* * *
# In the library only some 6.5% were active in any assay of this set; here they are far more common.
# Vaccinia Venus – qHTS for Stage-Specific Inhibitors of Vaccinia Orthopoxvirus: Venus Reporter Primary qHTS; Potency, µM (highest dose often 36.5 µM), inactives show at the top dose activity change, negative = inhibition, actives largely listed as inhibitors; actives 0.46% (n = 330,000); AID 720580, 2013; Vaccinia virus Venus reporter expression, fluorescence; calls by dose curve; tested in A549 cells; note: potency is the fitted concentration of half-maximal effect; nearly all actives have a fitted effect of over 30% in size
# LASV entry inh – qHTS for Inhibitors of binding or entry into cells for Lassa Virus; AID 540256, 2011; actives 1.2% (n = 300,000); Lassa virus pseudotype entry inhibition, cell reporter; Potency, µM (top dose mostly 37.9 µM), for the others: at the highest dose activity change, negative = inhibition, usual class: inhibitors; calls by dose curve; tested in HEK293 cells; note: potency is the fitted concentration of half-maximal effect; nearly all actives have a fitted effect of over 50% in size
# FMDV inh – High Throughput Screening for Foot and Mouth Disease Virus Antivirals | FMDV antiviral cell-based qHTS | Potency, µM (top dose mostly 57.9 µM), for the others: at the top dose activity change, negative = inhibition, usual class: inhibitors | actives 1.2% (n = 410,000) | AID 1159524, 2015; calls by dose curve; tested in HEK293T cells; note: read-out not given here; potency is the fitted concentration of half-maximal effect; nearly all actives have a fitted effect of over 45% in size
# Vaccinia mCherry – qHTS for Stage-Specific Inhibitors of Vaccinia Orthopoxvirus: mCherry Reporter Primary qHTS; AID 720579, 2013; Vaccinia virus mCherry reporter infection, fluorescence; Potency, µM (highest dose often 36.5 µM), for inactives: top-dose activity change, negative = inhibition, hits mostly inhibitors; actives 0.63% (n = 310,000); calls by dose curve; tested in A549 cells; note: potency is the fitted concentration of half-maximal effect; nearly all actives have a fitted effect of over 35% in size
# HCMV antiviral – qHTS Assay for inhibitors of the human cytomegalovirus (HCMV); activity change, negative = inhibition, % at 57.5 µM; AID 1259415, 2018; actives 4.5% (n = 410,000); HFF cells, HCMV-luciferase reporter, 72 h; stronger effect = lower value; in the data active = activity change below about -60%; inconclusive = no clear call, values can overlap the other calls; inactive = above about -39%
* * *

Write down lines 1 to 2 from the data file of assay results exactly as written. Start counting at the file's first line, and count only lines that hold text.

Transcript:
# In the library only some 6.5% were active in any assay of this set; here they are far more common.
# Vaccinia Venus – qHTS for Stage-Specific Inhibitors of Vaccinia Orthopoxvirus: Venus Reporter Primary qHTS; Potency, µM (highest dose often 36.5 µM), inactives show at the top dose activity change, negative = inhibition, actives largely listed as inhibitors; actives 0.46% (n = 330,000); AID 720580, 2013; Vaccinia virus Venus reporter expression, fluorescence; calls by dose curve; tested in A549 cells; note: potency is the fitted concentration of half-maximal effect; nearly all actives have a fitted effect of over 30% in size